So what do we do? I’ve given my ideas, let’s hear yours.
       —todd    Nov. 3 '05 - 05:35PM    #
  39. Hi folks –

    I thought I’d chime in here. What I hear from people (and admittedly, people who talk to me about businesses tend to have a bias toward independent businesses), is that the last thing downtown needs is more cookie-cutter stores.

    If downtown has many of the same stores as do the malls, why would people go downtown to shop at them? It’s a heck of a lot easier to park at a mall. People go to downtown Ann Arbor in large part BECAUSE they can find unique things.

    I’m not necessarily saying that having a chain store selling home goods is a horrible idea, but at the very least they need to be a chain that isn’t found anywhere near Ann Arbor so that they actually DO draw people downtown. (Unlike a Target or something else that is already in the Ann Arbor area).

    Preferably I’d like to see us help a local business that would like to expand their store and offer more everyday items. They ARE here, but the chance of them succeeding becomes less and less everytime we choose to encourage chains instead of them. Given the fact that a lot more money stays in our area when it’s spent at a local business, this makes the most sense to me.
       —Lisa    Nov. 3 '05 - 06:04PM    #
  40. As I think about this more, it occurs to me that we really don’t know that much about what would entice people to go and stay downtown.

    What I’d like to see is some market research about what actual and potential downtown shoppers would like to see downtown. Or rather, what would encourage them to spend more money and time downtown. What types of businesses, and what types of products and services?

    I think without that information we don’t have a realistic idea if a big chain store downtown would help or hurt downtown.

    Doing a study like this isn’t that expensive, and there are a number of University and private firms that do exactly this. Anybody game?
       —Lisa    Nov. 3 '05 - 06:08PM    #
  41. Jennifer’s second paragraph is a big part of my internal debate.

    Assuming that a given shopping trip has Target as a destination (and I think that’s a very realistic assumption), where do we want that shopper to be going? I’m going to use Target as a convenient stand-in for any major chain that would be the destination-of-first-thought for a shopper.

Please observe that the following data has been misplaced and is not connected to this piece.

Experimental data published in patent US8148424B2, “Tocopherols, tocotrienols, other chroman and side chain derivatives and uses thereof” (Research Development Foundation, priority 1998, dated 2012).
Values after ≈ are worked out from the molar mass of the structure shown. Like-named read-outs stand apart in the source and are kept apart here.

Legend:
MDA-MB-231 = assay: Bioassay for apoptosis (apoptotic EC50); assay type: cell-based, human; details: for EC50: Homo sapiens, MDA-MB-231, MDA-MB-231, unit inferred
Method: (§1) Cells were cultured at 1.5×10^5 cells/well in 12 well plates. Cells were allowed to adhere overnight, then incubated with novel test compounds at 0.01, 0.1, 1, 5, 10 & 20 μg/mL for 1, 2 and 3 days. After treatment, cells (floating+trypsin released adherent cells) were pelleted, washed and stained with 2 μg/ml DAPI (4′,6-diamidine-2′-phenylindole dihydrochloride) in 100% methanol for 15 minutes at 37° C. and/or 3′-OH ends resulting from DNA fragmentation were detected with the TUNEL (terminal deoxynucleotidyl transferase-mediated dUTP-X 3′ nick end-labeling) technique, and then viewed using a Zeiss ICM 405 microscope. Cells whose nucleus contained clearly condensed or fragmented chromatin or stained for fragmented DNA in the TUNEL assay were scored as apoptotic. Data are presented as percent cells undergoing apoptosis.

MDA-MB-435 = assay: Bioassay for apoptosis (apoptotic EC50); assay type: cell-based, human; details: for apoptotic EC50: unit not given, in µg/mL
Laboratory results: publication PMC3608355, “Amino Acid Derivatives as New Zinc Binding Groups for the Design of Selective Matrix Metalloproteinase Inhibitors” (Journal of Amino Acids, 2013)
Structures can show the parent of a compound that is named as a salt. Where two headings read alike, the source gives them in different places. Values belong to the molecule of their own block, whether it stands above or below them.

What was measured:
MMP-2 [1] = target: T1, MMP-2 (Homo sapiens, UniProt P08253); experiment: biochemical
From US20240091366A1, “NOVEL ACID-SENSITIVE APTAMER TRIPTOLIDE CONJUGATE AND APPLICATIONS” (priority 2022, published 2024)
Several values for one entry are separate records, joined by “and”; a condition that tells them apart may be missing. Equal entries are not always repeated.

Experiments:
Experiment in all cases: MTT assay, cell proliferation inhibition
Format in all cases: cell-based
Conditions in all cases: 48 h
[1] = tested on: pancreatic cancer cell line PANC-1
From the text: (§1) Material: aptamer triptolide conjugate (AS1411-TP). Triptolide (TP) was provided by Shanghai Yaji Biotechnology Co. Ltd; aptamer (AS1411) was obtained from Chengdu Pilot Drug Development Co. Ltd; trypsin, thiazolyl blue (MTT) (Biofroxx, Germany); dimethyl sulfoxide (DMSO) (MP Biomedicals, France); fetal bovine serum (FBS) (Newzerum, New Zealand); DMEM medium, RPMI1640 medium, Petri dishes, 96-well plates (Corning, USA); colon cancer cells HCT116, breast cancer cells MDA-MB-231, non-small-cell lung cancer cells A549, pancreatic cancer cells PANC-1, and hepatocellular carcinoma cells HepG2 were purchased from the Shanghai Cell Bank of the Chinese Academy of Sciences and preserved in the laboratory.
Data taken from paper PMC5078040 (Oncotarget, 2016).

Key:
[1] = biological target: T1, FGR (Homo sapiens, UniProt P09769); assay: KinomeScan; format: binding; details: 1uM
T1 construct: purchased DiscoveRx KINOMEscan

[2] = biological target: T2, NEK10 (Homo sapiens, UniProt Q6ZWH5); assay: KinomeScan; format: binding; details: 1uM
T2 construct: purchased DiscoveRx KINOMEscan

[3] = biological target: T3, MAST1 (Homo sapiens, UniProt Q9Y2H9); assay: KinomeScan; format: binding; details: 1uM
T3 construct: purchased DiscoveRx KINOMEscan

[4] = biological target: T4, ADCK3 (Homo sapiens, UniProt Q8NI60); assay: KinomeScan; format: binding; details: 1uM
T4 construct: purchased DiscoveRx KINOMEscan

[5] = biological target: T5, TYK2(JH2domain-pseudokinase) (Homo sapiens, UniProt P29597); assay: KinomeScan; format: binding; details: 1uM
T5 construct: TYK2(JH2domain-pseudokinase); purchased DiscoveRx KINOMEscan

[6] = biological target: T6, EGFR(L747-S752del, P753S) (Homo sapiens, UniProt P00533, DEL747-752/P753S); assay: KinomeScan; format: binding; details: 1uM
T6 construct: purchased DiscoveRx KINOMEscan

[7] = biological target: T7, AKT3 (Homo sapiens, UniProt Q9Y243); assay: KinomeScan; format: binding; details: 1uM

* Shopping trips that go to a Target on Carpenter Road will likely create 0 spillover business, while a Target located downtown is much more likely to create non-zero spillover business – even for automobile-based shoppers.

    * Assuming a system-wide limited number of shopping dollars, a new Target is likely to steal revenue from competing businesses regardless of where it is located. Is it more likely to steal business from downtown stores if it is downtown than if it is on the fringes? If so, is that difference greater than the positive spillover effect it creates? I don’t know the answers to either of these.

    * A downtown Target would definitely have a smaller share of its shopping trips be from car travel than a non-downtown Target – which is part of why it would generate more positive spillover business.

    I don’t really think we should push to attract Targets (still using as a category of stores, not actually Target), but it’s definitely the case that a lot of people will shop at Target. (I do most of my clothes shopping at Sam’s (and it shows), but I don’t think I could do that if I had kids, or any variation from the style of personal accoutrement possible at Sam’s.) And if that’s going to happen, do we want them doing it downtown, or out of town? If, say, First Martin developed the Brown block with a big-box tenant as part of it, I don’t know that I’d object.

    Enthusiastic supporter of LEN that I am, I don’t see a good answer to the scented candle quandry coming from that quarter.
       —Murph.    Nov. 3 '05 - 06:11PM    #
  42. Lisa,

    Appropriately enough, I was just asked by some of Peter Allen’s students if I would post a link to their online market research tool. They’re working on a (hypothetical) proposal for the Kline’s lot and want to know what people would like to see there.

    It’s not nealry comprehensive, but it’s totally free – doesn’t even rely on you or I having to have the free time for data analysis. I’ll ask them to share their results with us.